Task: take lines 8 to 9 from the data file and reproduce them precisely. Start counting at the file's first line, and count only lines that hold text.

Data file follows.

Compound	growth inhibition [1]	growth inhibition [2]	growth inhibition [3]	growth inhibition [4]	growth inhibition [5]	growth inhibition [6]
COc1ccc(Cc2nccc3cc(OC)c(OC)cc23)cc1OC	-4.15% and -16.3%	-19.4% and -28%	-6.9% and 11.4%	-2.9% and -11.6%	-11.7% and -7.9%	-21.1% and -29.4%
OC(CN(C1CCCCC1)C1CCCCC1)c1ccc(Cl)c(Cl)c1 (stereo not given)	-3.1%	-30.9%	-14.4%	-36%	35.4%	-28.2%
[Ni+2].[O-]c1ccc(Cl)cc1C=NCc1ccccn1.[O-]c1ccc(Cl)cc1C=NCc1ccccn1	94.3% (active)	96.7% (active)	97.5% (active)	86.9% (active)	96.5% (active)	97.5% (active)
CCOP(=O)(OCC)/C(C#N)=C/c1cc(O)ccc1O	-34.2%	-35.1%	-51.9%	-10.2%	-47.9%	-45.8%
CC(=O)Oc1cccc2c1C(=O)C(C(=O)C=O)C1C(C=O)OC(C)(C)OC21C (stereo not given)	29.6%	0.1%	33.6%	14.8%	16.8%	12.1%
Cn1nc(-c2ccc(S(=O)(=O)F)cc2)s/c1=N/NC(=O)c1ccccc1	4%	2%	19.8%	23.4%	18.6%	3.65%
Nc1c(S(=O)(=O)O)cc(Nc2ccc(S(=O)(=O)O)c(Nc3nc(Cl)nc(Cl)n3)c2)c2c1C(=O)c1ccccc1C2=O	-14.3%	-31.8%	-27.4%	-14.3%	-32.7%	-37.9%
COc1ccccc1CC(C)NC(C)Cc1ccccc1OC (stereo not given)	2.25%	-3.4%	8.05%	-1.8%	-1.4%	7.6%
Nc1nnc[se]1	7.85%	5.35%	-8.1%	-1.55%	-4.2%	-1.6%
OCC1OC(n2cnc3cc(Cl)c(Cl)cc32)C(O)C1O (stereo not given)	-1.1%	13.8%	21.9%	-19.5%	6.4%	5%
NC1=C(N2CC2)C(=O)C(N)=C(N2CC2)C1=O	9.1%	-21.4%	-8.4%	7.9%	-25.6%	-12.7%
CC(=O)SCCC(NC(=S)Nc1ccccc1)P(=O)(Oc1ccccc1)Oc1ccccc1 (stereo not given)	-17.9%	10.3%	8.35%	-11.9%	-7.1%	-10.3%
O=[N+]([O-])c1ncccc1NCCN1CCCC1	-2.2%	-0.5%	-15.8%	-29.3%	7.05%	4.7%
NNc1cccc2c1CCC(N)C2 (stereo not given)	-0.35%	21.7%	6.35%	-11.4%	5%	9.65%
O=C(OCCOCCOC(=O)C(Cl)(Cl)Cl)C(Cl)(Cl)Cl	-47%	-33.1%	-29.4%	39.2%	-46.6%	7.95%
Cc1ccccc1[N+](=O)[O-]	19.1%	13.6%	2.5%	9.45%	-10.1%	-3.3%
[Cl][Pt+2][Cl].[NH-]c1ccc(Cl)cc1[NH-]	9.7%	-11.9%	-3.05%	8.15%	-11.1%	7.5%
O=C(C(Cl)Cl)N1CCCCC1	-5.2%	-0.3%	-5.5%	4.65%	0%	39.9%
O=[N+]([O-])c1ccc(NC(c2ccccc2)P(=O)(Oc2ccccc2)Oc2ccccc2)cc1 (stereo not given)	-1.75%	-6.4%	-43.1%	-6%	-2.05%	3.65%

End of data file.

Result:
Nc1c(S(=O)(=O)O)cc(Nc2ccc(S(=O)(=O)O)c(Nc3nc(Cl)nc(Cl)n3)c2)c2c1C(=O)c1ccccc1C2=O	-14.3%	-31.8%	-27.4%	-14.3%	-32.7%	-37.9%
COc1ccccc1CC(C)NC(C)Cc1ccccc1OC (stereo not given)	2.25%	-3.4%	8.05%	-1.8%	-1.4%	7.6%